BWW Review: GIRLFRIEND from TheaterWorks (at the Wadsworth)
Summer 1993 was an eventful year for this reviewer. I had just graduated from High School and was preparing for the next chapter in my life - college in Athens, Georgia. Like so many young people before me and so many after, it was a time in between, one that was both thrilling and completely terrifying. But it was also the beginning of a journey of self-discovery and an opportunity to redefine who I was and who I would be as a newly minted adult. So, it was particularly poignant to see the newest production from TheaterWorks (performed at the Wadsworth due to their current remodel), the musical GIRLFRIEND, with a book by Todd Almond and music by 90's rocker, Matthew Sweet.
Set in Nebraska, that same summer that I was making my own transition to college, GIRLFRIEND tells the story of Will (David Merino) and Mike (CJ Pawlikowski), two unlikely friends both trying to determine their own direction in life, who share a bond over Matthew Sweet's album of the same title. And like so many love stories in the 1990's, it all starts with a mix tape - that subtle (or not so subtle) way of conveying feelings without having to be direct, or, god forbid, actually talk to someone. Will, an awkward and somewhat shy young gay man is the recipient of the tape - given to him by Mike, the stereotypical jock/prom king type. As Will tries to determine Mike's intentions, the friends bond over repeated trips to the drive in to watch a bad movie about a superhero nun, and of course, rock out to Matthew Sweet's music. Over the summer insecurities are laid bare, true feelings rise to the surface, and tensions rise while the two friends determine what comes next for each of them in life, and in love.
GIRLFRIEND is somewhat unique when it comes to jukebox musicals. Rather than try and inorganically make existing songs fit the plot, for the most part, Matthew Sweet's often haunting anthems fit in more as the soundtrack to these two characters' summer. While the songs and lyrics often mirror the feelings bubbling under the surface, they are positioned where music in 1993 took place - the stereo, the car, headphones and through live performances. Sweet's music is the perfect fit for such a story as this, filled with longing, angst, and young passion. Todd Almond's book is funny, touching, and filled with semi-realistic dialogue that layers the story in such a way to build anticipation with the audience and to build to a thrilling, yet touching close. Rob Ruggiero's direction is nuanced and solid and he is able to bring out the tension and anticipation from the two actors in each and every scene. Mr. Ruggiero does with GIRLFRIEND what he has done so well with so many other TW productions (NEXT TO NORMAL, GEORGIA MCBRIDE, CONSTELLATIONS), capture the human connections and universal experiences in each encounter on stage.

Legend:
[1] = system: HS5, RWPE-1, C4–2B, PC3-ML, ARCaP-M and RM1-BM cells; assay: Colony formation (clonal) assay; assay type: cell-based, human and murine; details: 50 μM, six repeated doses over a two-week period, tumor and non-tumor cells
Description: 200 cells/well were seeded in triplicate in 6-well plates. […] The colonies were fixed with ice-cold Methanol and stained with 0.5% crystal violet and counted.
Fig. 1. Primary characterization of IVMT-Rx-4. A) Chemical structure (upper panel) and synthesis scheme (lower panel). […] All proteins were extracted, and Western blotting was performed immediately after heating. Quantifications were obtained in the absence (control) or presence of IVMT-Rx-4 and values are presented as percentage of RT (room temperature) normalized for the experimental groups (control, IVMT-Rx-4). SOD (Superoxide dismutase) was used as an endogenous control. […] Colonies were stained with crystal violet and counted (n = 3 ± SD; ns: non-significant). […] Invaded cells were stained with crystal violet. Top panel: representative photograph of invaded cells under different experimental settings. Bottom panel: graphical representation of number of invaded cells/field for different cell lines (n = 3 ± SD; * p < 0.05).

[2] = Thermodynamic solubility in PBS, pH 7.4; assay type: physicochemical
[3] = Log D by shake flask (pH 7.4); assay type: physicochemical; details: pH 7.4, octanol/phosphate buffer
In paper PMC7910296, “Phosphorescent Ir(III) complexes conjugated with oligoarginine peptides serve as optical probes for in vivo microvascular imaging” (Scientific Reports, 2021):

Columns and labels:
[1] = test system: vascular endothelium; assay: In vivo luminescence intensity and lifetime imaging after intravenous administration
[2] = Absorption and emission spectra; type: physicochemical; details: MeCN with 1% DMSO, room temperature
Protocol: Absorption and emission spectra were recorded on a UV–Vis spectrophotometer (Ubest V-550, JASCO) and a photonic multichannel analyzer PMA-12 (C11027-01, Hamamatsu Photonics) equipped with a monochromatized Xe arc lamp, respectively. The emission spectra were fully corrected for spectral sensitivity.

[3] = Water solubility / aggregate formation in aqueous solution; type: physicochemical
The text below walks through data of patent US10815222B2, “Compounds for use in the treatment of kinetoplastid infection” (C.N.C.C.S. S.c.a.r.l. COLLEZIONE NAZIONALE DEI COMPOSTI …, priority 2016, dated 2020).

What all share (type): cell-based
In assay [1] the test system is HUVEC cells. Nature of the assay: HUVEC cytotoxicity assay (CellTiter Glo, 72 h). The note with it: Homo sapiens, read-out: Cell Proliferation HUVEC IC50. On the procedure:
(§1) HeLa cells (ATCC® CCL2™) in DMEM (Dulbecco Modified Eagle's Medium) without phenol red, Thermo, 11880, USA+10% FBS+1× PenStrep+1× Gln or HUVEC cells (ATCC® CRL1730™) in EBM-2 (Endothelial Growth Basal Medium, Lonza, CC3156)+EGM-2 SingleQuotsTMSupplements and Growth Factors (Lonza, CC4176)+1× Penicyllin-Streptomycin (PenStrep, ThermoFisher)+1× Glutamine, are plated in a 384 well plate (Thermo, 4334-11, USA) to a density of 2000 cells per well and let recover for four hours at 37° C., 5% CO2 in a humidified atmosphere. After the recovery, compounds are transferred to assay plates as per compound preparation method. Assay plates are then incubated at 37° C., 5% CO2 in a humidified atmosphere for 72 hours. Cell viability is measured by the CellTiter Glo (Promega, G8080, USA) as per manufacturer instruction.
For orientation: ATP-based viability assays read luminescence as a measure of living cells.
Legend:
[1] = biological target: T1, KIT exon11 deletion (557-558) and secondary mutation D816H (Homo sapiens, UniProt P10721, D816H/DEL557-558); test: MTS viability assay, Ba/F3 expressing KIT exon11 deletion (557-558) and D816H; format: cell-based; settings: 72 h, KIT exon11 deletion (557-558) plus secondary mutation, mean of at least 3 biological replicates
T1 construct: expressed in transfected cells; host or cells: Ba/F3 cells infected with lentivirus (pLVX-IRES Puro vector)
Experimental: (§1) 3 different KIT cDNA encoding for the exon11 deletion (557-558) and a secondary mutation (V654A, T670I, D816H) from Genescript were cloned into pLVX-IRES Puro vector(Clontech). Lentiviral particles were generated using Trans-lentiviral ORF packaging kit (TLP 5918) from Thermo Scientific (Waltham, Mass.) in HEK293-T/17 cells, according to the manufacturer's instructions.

As a musical with just two characters, GIRLFRIEND requires a lot from its two actors, and David Merino and CJ Pawlikowski do an excellent job. Mr. Merino gives us a Will who is unsure in where the relationship with Mike is going and as to his next step in life, but with the confidence that he will see where it takes him. He captures the awkwardness that so many of us felt at that age and the energy and enthusiasm of a life ahead (even if that life is not quite clear yet.) Mr. Pawlikowski's Mike is, in many ways, the polar opposite. He is an enigma in many ways - the handsome and popular jock who is just as awkward and insecure when it comes to navigating uncharted waters. Both actors have very strong voices with many opportunities to deliver tight harmonies and hauntingly beautiful melodies. They bring a fresh and raw energy to the piece, building intensity and anticipation over the course of the 80 minutes of the show and are thrilling to watch.
Delivering a rock musical featuring the music of Matthew Sweet also hinges on a top-notch band, and with GIRLFRIEND, that is definitely the case. Under the nimble direction of Evan Zavada, the small but mighty band provides both soaring anthems (such as the hit title song) and soft love ballads beautifully. Brian Prather's set design is simple, yet quite functional, Blair Gulledge's costumes are spot on (brought back memories of my own flannel and t-shirt days) and Rob Denton's lighting and Joshua D. Reid's sound are equally strong.
TheaterWorks' GIRLFRIEND runs at The Wadsworth Atheneum in Hartford, CT through April 28th. The Wadsworth is located at 600 Main St, Hartford, CT 06103. Performances are Tuesday through Thursday at 7:30 p.m., Friday at 8 p.m., Saturday at 2:30 and 8 p.m. and Sunday at 2:30 p.m. and 7:30 p.m. For more information call 860-527-7838 or go to theaterworkshartford.com.
MID PHOTO 1: CJ Pawlikowski
BOTTOM PHOTO: David Merino